CS8416/CS4397 board at 96kHZ? - diyAudio
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Old 17th June 2008, 09:55 AM   #1
jonners is offline jonners  United Kingdom
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Default CS8416/CS4397 board at 96kHZ?

I recently bought one of these cheap CS4397 dac boards from Hong Kong:- See http://lampizator.eu/LAMPIZATOR/LAMP...ampizator.html
Picture is at the top, scroll towards the bottom of the page for (incomplete?) schematic.
It works fine at 44 and 48kHz, but at 96kHz I just get a hissy noise. I consulted the Cirrus Logic CS4397 data sheet (bit out of my depth here, to be honest) and found that the mode operation settings on this board, which are M0=1 M1=0 M2=1 M3=1 M4=0, give 'single speed' (16 to 50kHz) I2S operation at up to 24bit. However, according to the data sheet for the Crystal CDB4396/7 Evaluation Board, these same settings give "Automatic Mode Operation'.
If anyone can help me understand what this means and suggest how to get it working at 96kHz I would be very grateful.
(The digital input, incidentally , comes from a Behringer SRC2496 upsampler. I've had it working with no trouble into other dacs.)
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Old 17th June 2008, 10:38 AM   #2
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I'm not sure where you're getting that from the CDB4396/7 datasheet, it seems to indicate the same values in the CS4397 datasheet, which is what I believe is true for this IC. The results you're getting make perfect sense given that schematic.

I would normally expect a DAC using this IC/receiver combo to utilize the 96KHz pin on the CS8416 to select a high sample rate mode in the DAC when you apply such a signal. An obvious failing of the design. M4 is the CS4397 pin that puts it in high sample rate mode, you'll need to disconnect it from ground and apply an appropriate signal.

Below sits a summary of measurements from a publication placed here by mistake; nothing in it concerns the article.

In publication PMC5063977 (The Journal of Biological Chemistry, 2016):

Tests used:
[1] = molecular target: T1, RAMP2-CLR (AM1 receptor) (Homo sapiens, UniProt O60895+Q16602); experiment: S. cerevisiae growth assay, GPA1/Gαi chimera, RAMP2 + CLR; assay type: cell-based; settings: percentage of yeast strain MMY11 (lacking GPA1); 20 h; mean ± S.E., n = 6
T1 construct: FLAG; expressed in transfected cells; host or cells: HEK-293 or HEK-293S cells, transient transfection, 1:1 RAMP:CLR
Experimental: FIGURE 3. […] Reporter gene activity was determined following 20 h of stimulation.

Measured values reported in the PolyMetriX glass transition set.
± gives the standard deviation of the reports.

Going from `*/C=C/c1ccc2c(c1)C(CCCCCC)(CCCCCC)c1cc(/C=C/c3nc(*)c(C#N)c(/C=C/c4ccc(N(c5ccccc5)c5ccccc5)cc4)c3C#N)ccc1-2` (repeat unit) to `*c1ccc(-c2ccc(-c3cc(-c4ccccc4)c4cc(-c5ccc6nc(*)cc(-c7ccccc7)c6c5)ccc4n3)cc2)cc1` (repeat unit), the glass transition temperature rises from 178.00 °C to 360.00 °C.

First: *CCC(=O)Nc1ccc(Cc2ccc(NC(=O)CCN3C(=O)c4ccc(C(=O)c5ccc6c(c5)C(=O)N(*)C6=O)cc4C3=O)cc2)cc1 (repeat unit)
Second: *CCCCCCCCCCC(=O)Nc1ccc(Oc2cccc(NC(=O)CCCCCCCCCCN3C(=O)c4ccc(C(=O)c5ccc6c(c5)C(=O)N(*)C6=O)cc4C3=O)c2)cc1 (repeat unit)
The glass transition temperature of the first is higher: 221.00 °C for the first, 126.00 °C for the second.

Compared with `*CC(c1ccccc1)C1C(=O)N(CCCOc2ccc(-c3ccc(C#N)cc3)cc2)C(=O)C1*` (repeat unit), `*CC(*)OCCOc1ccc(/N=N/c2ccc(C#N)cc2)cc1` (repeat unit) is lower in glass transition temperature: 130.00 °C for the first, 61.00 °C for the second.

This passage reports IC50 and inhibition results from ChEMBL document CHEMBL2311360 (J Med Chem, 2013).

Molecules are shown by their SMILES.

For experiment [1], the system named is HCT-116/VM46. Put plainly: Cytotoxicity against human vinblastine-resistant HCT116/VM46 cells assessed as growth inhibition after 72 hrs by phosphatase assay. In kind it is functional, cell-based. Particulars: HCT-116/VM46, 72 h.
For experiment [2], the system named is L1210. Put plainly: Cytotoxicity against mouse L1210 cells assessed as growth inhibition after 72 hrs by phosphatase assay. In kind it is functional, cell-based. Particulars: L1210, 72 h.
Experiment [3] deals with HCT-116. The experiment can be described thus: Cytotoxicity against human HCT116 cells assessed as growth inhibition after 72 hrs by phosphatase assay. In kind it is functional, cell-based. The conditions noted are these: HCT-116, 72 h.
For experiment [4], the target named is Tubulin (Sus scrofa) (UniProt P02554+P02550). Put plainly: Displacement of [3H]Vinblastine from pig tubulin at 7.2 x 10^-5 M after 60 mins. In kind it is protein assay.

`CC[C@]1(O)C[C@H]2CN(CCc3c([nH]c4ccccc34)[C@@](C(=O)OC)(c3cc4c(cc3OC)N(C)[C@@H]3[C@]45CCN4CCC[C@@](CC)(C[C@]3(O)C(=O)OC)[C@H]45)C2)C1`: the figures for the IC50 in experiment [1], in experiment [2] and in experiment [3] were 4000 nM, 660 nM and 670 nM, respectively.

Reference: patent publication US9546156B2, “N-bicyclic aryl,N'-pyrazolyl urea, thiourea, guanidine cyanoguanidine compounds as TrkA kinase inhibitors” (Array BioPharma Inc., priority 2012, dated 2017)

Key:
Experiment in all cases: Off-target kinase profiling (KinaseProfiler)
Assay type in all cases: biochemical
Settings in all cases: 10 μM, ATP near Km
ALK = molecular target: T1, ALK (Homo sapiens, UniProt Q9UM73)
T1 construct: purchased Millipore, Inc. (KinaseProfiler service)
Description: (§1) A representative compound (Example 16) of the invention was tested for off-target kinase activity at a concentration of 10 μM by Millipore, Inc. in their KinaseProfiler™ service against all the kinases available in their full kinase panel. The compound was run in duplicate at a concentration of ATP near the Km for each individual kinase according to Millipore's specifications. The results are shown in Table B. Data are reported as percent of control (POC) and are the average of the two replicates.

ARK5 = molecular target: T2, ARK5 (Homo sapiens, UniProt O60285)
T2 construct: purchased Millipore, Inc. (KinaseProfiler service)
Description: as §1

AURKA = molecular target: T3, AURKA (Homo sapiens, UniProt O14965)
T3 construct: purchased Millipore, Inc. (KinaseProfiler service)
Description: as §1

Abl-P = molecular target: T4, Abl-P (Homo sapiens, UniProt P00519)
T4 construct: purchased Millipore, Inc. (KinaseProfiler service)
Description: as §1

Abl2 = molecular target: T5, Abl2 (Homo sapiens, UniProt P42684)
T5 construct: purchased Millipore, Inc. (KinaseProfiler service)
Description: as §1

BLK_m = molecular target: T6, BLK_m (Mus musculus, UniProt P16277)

You will need to carefully lift the M4 pin (2) from the PCB (or cut the ground trace), and bridge it to the CS8416 96KHz pin (16) with a wire. This pin is an output so shouldn't be connected to anything and you won't need to lift it.

Your other option would be to just lift the pin and connect it to a switch to choose manually. I don't see why you wouldn't use the 96KHz pin though, it's not really any more difficult and is more usable.

All of this of course relies on that datasheet being correct, but from a quick glance at it I think it probably is, at least concerning the pins we're talking about here.
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Old 17th June 2008, 12:49 PM   #3
jonners is offline jonners  United Kingdom
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Thanks for your help. I'll give that a try.
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Old 17th June 2008, 02:02 PM   #4
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Excellentissimo! All sampling rates now working, and 96kHz sounding very good. Thanks a lot for your help.
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Old 4th July 2008, 09:27 PM   #5
wowly is offline wowly  Netherlands
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Well, how about that!

In holland, some members of the zelfbouwaudio.nl forum did a groupbuy with these boards, and were happy to see that there is a solution for this "design failure"!